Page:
Thursday, January 7, 2016



U.S. Border Patrol hires new Rio Grande Valley sector chief
Newly appointed Border Patrol Rio Grande Valley Border Sector Chief Manuel Padilla Jr. talks with local media members Tuesday January 5, 2016 at the sector headquarters in Edinburg. photo by Nathan Lambrecht/

Posted: Tuesday, January 5, 2016 6:44 pm | Updated: 7:00 pm, Tue Jan 5, 2016.

EDINBURG -- The Rio Grande Valley has become the busiest sector for illegal border crossings in the United States in the past two years, surpassing Tucson, Arizona, where Manuel "Manny" Padilla Jr. previously served as chief. Tucson had led since 1998.

This week, Padilla took over as Border Patrol sector chief of the Rio Grande Valley, where he plans to implement new tactics to help build on the infrastructure and partnerships needed to keep up with the never ending cat-and-mouse game that is border security.
"The criminal element adapts quite quickly to whatever you do, so it's critical for us never to remain stable and be actively looking at the criminal organizations' changing patterns in order to adapt," Padilla said.
Padilla hosted a meet and greet with members of the local media Tuesday morning inside sector headquarters in Edinburg, where he detailed his lessons learned in Arizona and how he plans to address the unique challenges that agents face in the Rio Grande Valley.
"I like to think that what I can bring to the table is leveraging our partners," Padilla said. "I always say that border security is a team sport, and that team is comprised of federal, local and state agencies as well as the communities that we serve."

Padilla is replacing former Chief Kevin Oaks, who spent 14 months in the position and led the more than 3,000 agents in the Rio Grande Sector during the peak of Central American family units and unaccompanied minors illegally crossing into the United States in the summer of 2014.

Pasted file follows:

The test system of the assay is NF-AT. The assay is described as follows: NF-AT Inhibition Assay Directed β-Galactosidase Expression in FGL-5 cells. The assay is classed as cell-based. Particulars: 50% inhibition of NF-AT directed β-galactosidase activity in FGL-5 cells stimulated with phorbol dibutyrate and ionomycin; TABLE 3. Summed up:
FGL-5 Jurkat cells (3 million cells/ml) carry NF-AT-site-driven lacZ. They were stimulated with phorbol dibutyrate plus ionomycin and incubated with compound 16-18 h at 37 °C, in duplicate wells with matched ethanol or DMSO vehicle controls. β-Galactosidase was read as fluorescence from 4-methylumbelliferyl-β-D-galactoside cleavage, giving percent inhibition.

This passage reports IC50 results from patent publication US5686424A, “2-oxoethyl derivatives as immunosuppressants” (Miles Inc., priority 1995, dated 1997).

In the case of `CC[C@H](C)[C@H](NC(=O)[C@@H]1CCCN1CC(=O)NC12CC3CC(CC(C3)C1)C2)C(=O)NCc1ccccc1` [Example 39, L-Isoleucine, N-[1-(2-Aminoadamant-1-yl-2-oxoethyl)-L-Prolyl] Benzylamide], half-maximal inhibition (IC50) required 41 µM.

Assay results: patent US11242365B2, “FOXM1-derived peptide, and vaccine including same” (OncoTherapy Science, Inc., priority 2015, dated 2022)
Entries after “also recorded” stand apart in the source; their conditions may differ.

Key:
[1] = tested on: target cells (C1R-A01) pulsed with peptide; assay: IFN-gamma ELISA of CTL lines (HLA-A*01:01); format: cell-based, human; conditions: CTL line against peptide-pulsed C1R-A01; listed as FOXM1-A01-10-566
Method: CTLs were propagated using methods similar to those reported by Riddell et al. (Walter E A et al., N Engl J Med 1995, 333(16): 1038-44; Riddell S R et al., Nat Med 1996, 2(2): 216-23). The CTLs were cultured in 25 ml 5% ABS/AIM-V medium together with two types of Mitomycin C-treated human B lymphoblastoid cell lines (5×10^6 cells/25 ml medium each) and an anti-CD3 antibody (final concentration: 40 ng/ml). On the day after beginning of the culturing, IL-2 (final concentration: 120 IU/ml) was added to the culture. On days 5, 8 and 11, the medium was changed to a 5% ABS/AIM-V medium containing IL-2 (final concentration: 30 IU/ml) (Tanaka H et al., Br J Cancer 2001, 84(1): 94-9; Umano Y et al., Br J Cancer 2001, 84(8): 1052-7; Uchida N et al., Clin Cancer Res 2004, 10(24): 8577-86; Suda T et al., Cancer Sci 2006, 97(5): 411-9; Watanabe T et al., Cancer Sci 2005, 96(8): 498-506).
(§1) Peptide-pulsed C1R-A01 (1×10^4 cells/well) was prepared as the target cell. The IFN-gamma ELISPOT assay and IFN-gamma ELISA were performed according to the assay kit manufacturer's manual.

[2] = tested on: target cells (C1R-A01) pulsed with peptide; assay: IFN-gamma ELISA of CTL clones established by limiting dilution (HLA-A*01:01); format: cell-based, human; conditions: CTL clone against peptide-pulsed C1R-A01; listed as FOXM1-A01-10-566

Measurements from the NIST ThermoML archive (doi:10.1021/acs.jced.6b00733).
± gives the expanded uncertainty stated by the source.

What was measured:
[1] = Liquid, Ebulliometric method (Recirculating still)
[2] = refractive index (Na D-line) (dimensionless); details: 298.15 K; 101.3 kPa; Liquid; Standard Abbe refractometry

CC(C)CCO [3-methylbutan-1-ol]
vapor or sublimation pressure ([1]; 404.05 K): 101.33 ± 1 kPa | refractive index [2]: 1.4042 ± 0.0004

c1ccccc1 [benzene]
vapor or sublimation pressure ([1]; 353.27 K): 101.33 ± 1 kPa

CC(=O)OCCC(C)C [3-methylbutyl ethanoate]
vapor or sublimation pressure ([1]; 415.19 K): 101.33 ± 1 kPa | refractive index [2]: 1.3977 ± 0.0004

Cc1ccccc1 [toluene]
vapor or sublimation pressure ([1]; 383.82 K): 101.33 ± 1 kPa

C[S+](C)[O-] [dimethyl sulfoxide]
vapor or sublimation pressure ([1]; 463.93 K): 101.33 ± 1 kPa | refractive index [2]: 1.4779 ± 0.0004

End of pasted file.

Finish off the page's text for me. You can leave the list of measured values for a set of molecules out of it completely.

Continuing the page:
A U.S. Army veteran and native of southern Arizona, Padilla has been a part of the Border Patrol for more than 29 years. In nearly three decades he has worked his way up from field agent to special forces and to multiple leadership positions, including deputy chief patrol agent and most recently Tucson sector chief the last three years.

In 2013, Padilla replaced Chief Richard A. Barlow and was entrusted with the Tucson sector's more than 4,500 employees and 262 miles of international border. In those two years, he focused on infusing personnel and technology, which resulted in a shift of illegal traffic to Texas and the Rio Grande Valley, Padilla said.
"When you deploy technology, that increases your detection capabilities," Padilla said. "As you increase that technology, your manpower, your agent requirements may lessen. That's what's happening in Arizona."

The Rio Grande Valley sector encompasses more than 34,000 square miles in 34 Texas counties, shares 316 river miles with Mexico, and covers 317 coastal miles. The sector also brings new challenges for Padilla, including the surge of unaccompanied minors and family units that have been coming across the border illegally in unprecedented numbers.


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